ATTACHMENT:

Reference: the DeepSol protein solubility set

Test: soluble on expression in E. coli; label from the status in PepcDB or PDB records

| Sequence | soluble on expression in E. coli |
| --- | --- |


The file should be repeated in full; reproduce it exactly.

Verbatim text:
Reference: the DeepSol protein solubility set

Test: soluble on expression in E. coli; label from the status in PepcDB or PDB records

| Sequence | soluble on expression in E. coli |
| --- | --- |